"Invention is continually exercised to furnish new pretenses for revenue and taxation. [Government] watches prosperity as its prey, and permits none to escape without a tribute." ~ Thomas Paine, Rights of Man State governments, searching desperately for more pockets to pick because of 'revenue shortfalls,' are casting a predatory eye at the internet. Not e-commerce ' they're already feeding on that, though from the states' standpoint their share is never enough. What has the states drooling is the connection fees we pay for internet access -- it amounts to a huge pile of money. In typical unconstitutional fashion, the federal government had passed a law telling the states not to touch it, but the bill expired last weekend. Meanwhile, the Senate is making plans to renew it under S.150, which would broaden the tax ban and make it permanent. Lobbyists for the states are fighting it. According to tech writer Declan McCullagh, the Senate is trying to tell the states: '[You] may no longer tax telecommunications services (such as those for telephones, cell phones and pagers) to the extent that 'such services are used to provide Internet access.''  But this, he adds, 'would prevent state governments from cashing in on a mammoth source of revenue as emerging technologies like VoIP and Wi-Fi telephones gain acceptance and more and more handheld devices include Internet access features.' Senator Lamar Alexander of Tennessee is leading the charge for state lobbyists. In a speech on Oct. 22, he argued sardonically that if internet access is allowed to escape the states' taxing power, why not exempt everything else, too? Bad idea, said Alexander; let's add internet access to the list of 'food, medicine, electricity, natural gas, water,' and other things states now loot.  Quite unintentionally, he raises a good question ' instead of taxing Net access, why not drop the tax on the others instead and shrink the size of government? Markets produce jobs, wealth, and rising standards of living. Governments undercut market processes; they produce nothing. Most government today is organized crime elevated to a position of social respectability. Heavy taxation, along with central bank inflation, provides the sweetener that attracts the flies to politics. When the lobbyists picked Alexander, they went to the right man. His resume is a primer on how to use the political process for personal advantage. When he was elected governor of Tennessee in 1979, his net worth was $151,000. By 1991, when Bush Sr. made him Secretary of Education, his net worth was estimated between $1.5 and $3 million. Politics pays. As governor, Alexander invested $8,900 in company for which he helped land a state contract worth $250 million, giving him a yield of $140,000. On another occasion, he was one of six investors who purchased a $1 stock option in a newspaper firm that he later sold for $620,000. The list of dealings is long and includes a few made by his wife, Honey.  The lobbyists for the Net access grab represent the National Governors Association, for which Alexander served as chairman in 1985-1986. If Alexander can turn the states loose on Net access revenue, no doubt his net worth will not suffer. David Quam, the director of state-federal relations for the NGA, fears that S.150 would make a mess of state enrichment fantasies because it would 'take all the telecommunications transmissions used for Internet access and make them a nontaxable event.' As if to paraphrase an Ayn Rand fictional villain, Quam added, 'There's a real risk that the future of telecommunications becomes tax free.'  This is the modern state brain at work. It claims a moral right to the wealth of producers. To statists, the money they're after is not someone else's; it's theirs by right. The theory goes that without government, all of us, including internet access providers, would be at the mercy of barbarians. Taxes, therefore, are the necessary means of keeping Attila away. If government were restricted to its legitimate function of defending individual rights, which would imply a system of voluntary taxation, there might be some merit to this argument. Instead, government has been draining our wealth and curtailing our liberty for the personal profit of those in power. Thanks to its monopoly on aggression, no one stands in its way. When government turns its guns on its citizens, it leaves civilization behind. Tax historian Charles Adams notes that 'patriotism is soluble in taxes ' it dissolves easily.'  What he means is, when people are confronted with high taxes they have a propensity to rebel, evade, or take flight. Writes Adams: 'Tax laws have taken away liberty more often than foreign invaders.' Compared to the rebelliousness of our colonial ancestors, our reaction to taxes is 'embarrassingly mild,' he says. Americans are too complacent. 'We have great fear of the tax man'our ancestors had malice aforethought.'  Without such malice aforethought, we might still be drinking East India Tea ' and the Net itself would be no more than a slave's daydream.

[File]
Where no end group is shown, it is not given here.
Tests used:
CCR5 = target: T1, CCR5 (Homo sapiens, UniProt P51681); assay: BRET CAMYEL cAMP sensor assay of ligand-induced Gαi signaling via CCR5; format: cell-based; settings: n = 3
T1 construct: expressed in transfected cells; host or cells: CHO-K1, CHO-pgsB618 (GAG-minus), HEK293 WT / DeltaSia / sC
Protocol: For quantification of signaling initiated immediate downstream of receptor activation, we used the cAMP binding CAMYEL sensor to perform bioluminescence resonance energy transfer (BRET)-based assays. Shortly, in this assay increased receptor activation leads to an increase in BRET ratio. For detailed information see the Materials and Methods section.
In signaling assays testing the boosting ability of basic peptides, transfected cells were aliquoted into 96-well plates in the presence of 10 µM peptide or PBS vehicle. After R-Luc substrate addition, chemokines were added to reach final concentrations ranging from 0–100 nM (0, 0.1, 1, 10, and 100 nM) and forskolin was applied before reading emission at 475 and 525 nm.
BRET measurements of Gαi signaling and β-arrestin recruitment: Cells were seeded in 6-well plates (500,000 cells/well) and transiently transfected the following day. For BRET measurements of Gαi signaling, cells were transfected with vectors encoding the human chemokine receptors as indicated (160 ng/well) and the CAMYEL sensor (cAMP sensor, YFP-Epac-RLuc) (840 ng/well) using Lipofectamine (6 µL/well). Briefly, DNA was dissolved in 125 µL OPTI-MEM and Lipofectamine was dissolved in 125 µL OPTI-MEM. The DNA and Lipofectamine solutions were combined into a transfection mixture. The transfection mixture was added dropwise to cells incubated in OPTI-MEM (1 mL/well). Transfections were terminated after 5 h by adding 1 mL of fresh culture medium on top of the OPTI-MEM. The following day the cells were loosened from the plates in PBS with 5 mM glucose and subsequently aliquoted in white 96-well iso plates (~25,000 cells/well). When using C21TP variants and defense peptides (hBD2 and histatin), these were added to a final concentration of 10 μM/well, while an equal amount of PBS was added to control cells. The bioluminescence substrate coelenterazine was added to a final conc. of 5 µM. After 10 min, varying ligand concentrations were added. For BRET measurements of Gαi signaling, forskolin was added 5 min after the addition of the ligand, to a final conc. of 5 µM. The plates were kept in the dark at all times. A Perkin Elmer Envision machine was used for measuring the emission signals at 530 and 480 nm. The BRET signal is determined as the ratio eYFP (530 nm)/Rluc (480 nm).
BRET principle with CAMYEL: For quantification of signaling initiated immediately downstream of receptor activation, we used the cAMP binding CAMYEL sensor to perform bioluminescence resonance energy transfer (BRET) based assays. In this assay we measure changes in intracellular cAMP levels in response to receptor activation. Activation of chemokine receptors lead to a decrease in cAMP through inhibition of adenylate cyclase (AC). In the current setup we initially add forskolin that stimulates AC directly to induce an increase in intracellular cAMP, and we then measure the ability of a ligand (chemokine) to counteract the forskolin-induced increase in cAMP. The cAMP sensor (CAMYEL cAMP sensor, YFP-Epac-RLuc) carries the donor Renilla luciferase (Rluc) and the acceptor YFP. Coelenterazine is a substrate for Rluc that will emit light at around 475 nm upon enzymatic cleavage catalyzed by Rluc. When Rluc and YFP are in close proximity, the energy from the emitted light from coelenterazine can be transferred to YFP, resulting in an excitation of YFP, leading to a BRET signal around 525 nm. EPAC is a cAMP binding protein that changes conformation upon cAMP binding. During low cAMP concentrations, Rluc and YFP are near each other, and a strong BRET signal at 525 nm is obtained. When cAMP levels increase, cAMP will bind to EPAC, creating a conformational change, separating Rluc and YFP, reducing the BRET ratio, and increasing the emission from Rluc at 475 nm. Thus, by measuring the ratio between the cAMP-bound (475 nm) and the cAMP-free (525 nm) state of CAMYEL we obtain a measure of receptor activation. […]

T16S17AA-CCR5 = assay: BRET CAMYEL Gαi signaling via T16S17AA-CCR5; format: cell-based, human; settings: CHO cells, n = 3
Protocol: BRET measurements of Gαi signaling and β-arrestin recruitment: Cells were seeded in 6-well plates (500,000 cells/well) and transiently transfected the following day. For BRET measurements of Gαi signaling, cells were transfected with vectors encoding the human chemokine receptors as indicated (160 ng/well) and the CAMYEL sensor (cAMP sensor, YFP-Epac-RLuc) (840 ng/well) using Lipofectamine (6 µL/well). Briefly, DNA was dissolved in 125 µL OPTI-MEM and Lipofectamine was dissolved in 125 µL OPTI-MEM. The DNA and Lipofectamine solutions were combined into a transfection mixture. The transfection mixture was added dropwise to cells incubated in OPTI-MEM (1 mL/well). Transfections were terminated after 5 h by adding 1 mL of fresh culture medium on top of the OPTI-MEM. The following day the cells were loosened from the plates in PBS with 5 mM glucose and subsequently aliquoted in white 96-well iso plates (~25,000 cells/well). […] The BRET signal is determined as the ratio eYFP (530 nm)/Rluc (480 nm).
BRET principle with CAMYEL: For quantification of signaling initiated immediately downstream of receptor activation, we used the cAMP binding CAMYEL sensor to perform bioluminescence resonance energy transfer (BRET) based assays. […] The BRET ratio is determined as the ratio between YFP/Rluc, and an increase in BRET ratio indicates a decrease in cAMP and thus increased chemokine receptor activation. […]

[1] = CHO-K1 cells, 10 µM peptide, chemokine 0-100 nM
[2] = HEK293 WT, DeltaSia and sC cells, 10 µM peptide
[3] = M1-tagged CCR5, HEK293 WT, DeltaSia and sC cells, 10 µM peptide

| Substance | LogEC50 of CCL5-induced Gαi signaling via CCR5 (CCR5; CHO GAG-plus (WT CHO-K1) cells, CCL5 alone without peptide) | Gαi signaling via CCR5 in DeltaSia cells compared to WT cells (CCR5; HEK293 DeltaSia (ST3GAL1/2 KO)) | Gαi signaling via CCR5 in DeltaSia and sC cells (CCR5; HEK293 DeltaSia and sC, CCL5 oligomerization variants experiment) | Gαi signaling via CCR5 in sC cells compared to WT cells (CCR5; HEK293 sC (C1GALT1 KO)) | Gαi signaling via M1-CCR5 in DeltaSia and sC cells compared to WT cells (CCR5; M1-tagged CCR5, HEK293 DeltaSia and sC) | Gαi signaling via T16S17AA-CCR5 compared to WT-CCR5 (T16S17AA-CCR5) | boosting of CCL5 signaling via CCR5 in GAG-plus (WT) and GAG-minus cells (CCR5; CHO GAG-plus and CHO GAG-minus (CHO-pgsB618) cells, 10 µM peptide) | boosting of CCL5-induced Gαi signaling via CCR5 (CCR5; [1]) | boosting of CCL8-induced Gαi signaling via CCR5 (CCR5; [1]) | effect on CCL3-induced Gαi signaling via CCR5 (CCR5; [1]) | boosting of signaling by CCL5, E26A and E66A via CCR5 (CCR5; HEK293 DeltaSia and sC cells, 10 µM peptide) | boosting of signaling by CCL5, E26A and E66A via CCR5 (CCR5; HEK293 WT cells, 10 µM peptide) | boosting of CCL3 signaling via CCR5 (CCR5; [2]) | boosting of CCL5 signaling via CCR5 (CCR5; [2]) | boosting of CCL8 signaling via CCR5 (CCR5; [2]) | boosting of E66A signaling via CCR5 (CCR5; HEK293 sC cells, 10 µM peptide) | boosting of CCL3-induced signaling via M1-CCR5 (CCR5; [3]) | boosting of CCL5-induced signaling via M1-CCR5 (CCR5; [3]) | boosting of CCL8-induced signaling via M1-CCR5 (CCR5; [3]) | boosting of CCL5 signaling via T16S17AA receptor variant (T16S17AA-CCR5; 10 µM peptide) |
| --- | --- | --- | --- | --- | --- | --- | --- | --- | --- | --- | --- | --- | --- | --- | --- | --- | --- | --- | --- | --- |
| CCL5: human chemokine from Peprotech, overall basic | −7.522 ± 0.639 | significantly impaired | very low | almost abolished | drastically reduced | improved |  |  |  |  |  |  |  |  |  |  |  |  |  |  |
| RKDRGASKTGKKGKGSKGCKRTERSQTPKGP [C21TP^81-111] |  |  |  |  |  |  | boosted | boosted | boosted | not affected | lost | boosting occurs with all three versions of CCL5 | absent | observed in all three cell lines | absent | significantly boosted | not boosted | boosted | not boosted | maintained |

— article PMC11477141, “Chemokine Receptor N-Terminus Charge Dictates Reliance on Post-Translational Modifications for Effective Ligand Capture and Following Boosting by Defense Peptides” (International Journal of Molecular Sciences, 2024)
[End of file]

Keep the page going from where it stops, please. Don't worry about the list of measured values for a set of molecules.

1 Are taxes on the way for Net access?, Declan McCullagh 2 Ibid. 3 Lamar Alexander's skeleton closet 4 http://www.msnbc.com/news/988632.asp?vts=110420031150 5 Adams, Charles, For Good and Evil: The Impact of Taxes on the Course of Civilization, Madison Books, Lanham, MD, 2001, p. 448 6 Ibid., p. xxii